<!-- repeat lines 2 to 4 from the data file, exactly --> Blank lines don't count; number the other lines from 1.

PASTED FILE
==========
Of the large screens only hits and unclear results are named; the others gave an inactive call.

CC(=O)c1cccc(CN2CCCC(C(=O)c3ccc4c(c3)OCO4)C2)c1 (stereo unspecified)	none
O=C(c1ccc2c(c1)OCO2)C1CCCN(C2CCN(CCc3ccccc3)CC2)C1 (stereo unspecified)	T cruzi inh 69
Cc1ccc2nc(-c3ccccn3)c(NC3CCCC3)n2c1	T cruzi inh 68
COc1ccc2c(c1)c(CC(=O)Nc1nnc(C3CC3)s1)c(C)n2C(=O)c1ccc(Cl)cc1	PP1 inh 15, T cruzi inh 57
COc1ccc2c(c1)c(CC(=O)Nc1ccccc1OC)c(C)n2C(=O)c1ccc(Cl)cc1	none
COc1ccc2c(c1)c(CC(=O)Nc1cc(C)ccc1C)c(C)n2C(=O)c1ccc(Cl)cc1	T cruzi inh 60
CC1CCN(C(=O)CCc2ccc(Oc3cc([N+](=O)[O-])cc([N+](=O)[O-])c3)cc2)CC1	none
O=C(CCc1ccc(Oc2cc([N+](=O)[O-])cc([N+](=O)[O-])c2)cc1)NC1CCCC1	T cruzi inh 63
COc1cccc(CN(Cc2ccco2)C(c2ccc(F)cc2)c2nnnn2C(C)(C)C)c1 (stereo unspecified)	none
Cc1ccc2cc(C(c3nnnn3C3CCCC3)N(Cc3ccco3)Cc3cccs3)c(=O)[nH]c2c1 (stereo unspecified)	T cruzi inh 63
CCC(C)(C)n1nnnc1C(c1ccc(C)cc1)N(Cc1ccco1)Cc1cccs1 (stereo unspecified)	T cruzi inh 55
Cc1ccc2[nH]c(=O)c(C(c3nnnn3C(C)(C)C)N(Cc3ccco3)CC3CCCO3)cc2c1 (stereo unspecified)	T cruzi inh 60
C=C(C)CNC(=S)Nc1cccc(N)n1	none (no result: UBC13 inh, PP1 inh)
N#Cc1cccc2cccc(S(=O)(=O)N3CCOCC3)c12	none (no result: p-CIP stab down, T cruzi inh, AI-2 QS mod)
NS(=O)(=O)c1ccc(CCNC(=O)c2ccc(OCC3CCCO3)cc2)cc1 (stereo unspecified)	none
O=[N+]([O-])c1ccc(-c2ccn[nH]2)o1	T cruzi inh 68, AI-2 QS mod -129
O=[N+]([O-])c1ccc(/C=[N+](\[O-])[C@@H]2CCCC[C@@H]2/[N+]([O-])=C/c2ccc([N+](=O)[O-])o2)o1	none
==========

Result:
CC(=O)c1cccc(CN2CCCC(C(=O)c3ccc4c(c3)OCO4)C2)c1 (stereo unspecified)	none
O=C(c1ccc2c(c1)OCO2)C1CCCN(C2CCN(CCc3ccccc3)CC2)C1 (stereo unspecified)	T cruzi inh 69
Cc1ccc2nc(-c3ccccn3)c(NC3CCCC3)n2c1	T cruzi inh 68